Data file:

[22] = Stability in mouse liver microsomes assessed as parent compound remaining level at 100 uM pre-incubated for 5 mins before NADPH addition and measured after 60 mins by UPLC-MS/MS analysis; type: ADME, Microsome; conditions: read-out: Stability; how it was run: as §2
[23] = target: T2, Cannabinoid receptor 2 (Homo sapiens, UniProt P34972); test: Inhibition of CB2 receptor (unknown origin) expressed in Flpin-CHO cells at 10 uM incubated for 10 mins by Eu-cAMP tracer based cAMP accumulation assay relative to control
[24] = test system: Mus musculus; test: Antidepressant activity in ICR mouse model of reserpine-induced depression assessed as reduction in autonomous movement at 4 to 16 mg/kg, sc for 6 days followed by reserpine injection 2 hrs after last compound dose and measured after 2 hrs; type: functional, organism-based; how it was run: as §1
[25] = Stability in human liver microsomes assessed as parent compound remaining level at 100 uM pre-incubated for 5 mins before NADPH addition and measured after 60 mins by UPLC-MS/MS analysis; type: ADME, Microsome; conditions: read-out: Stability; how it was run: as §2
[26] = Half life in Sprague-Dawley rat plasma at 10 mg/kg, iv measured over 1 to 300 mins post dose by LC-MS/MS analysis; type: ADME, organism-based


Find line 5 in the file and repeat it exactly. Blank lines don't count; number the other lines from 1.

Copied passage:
[26] = Half life in Sprague-Dawley rat plasma at 10 mg/kg, iv measured over 1 to 300 mins post dose by LC-MS/MS analysis; type: ADME, organism-based